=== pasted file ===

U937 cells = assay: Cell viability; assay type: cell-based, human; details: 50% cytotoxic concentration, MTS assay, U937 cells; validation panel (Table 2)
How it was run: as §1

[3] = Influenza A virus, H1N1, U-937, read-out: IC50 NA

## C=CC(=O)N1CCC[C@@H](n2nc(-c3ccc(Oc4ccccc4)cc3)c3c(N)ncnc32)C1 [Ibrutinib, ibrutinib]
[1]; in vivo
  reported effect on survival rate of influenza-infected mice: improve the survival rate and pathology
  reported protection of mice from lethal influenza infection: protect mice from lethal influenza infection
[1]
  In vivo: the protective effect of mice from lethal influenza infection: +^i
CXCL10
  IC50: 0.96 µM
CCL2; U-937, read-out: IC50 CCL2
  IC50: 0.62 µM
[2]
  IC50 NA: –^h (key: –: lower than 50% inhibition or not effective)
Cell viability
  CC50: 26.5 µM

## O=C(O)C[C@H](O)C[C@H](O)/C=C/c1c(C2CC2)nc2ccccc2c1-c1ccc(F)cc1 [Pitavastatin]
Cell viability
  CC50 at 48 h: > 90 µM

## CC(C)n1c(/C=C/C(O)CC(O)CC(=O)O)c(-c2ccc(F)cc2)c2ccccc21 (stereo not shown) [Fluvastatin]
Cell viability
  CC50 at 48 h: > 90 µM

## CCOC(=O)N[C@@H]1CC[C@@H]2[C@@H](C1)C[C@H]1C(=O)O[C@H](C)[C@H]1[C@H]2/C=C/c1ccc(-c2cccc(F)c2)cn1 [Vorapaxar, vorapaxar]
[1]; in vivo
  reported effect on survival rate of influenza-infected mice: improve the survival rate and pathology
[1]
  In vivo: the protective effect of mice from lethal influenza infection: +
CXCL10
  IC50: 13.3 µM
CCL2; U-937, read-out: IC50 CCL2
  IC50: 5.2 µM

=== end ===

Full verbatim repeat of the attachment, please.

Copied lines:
U937 cells = assay: Cell viability; assay type: cell-based, human; details: 50% cytotoxic concentration, MTS assay, U937 cells; validation panel (Table 2)
How it was run: as §1

[3] = Influenza A virus, H1N1, U-937, read-out: IC50 NA

## C=CC(=O)N1CCC[C@@H](n2nc(-c3ccc(Oc4ccccc4)cc3)c3c(N)ncnc32)C1 [Ibrutinib, ibrutinib]
[1]; in vivo
  reported effect on survival rate of influenza-infected mice: improve the survival rate and pathology
  reported protection of mice from lethal influenza infection: protect mice from lethal influenza infection
[1]
  In vivo: the protective effect of mice from lethal influenza infection: +^i
CXCL10
  IC50: 0.96 µM
CCL2; U-937, read-out: IC50 CCL2
  IC50: 0.62 µM
[2]
  IC50 NA: –^h (key: –: lower than 50% inhibition or not effective)
Cell viability
  CC50: 26.5 µM

## O=C(O)C[C@H](O)C[C@H](O)/C=C/c1c(C2CC2)nc2ccccc2c1-c1ccc(F)cc1 [Pitavastatin]
Cell viability
  CC50 at 48 h: > 90 µM

## CC(C)n1c(/C=C/C(O)CC(O)CC(=O)O)c(-c2ccc(F)cc2)c2ccccc21 (stereo not shown) [Fluvastatin]
Cell viability
  CC50 at 48 h: > 90 µM

## CCOC(=O)N[C@@H]1CC[C@@H]2[C@@H](C1)C[C@H]1C(=O)O[C@H](C)[C@H]1[C@H]2/C=C/c1ccc(-c2cccc(F)c2)cn1 [Vorapaxar, vorapaxar]
[1]; in vivo
  reported effect on survival rate of influenza-infected mice: improve the survival rate and pathology
[1]
  In vivo: the protective effect of mice from lethal influenza infection: +
CXCL10
  IC50: 13.3 µM
CCL2; U-937, read-out: IC50 CCL2
  IC50: 5.2 µM